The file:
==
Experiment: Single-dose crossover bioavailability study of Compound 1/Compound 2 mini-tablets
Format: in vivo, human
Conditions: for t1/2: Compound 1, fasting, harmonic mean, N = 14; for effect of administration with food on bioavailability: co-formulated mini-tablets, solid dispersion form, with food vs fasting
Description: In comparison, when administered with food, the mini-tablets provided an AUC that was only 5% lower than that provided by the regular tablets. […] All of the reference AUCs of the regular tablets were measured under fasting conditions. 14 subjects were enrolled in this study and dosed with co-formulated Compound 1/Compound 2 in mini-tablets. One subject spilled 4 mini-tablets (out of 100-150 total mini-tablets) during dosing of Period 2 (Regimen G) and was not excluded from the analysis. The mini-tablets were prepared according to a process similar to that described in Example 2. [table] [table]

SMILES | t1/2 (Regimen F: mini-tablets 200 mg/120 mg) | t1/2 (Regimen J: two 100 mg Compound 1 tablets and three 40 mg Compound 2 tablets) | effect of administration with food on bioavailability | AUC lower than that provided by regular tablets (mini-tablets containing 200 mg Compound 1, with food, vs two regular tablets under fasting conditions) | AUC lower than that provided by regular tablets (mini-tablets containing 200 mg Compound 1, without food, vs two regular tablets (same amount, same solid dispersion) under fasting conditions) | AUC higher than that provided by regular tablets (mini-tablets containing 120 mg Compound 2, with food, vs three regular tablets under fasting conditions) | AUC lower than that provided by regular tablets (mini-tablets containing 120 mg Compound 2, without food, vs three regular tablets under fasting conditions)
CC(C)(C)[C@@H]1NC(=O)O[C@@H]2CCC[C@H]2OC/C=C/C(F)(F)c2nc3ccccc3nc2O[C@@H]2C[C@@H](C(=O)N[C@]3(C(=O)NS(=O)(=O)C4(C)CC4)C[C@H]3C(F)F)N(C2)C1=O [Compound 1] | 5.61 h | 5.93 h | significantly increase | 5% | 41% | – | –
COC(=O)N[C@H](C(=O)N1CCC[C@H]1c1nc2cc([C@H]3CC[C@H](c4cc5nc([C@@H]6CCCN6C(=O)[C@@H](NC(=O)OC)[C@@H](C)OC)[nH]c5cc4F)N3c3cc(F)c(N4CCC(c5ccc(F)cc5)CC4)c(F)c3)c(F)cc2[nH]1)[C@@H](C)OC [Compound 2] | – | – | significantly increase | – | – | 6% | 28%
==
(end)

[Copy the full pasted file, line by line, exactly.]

Experiment: Single-dose crossover bioavailability study of Compound 1/Compound 2 mini-tablets
Format: in vivo, human
Conditions: for t1/2: Compound 1, fasting, harmonic mean, N = 14; for effect of administration with food on bioavailability: co-formulated mini-tablets, solid dispersion form, with food vs fasting
Description: In comparison, when administered with food, the mini-tablets provided an AUC that was only 5% lower than that provided by the regular tablets. […] All of the reference AUCs of the regular tablets were measured under fasting conditions. 14 subjects were enrolled in this study and dosed with co-formulated Compound 1/Compound 2 in mini-tablets. One subject spilled 4 mini-tablets (out of 100-150 total mini-tablets) during dosing of Period 2 (Regimen G) and was not excluded from the analysis. The mini-tablets were prepared according to a process similar to that described in Example 2. [table] [table]

SMILES | t1/2 (Regimen F: mini-tablets 200 mg/120 mg) | t1/2 (Regimen J: two 100 mg Compound 1 tablets and three 40 mg Compound 2 tablets) | effect of administration with food on bioavailability | AUC lower than that provided by regular tablets (mini-tablets containing 200 mg Compound 1, with food, vs two regular tablets under fasting conditions) | AUC lower than that provided by regular tablets (mini-tablets containing 200 mg Compound 1, without food, vs two regular tablets (same amount, same solid dispersion) under fasting conditions) | AUC higher than that provided by regular tablets (mini-tablets containing 120 mg Compound 2, with food, vs three regular tablets under fasting conditions) | AUC lower than that provided by regular tablets (mini-tablets containing 120 mg Compound 2, without food, vs three regular tablets under fasting conditions)
CC(C)(C)[C@@H]1NC(=O)O[C@@H]2CCC[C@H]2OC/C=C/C(F)(F)c2nc3ccccc3nc2O[C@@H]2C[C@@H](C(=O)N[C@]3(C(=O)NS(=O)(=O)C4(C)CC4)C[C@H]3C(F)F)N(C2)C1=O [Compound 1] | 5.61 h | 5.93 h | significantly increase | 5% | 41% | – | –
COC(=O)N[C@H](C(=O)N1CCC[C@H]1c1nc2cc([C@H]3CC[C@H](c4cc5nc([C@@H]6CCCN6C(=O)[C@@H](NC(=O)OC)[C@@H](C)OC)[nH]c5cc4F)N3c3cc(F)c(N4CCC(c5ccc(F)cc5)CC4)c(F)c3)c(F)cc2[nH]1)[C@@H](C)OC [Compound 2] | – | – | significantly increase | – | – | 6% | 28%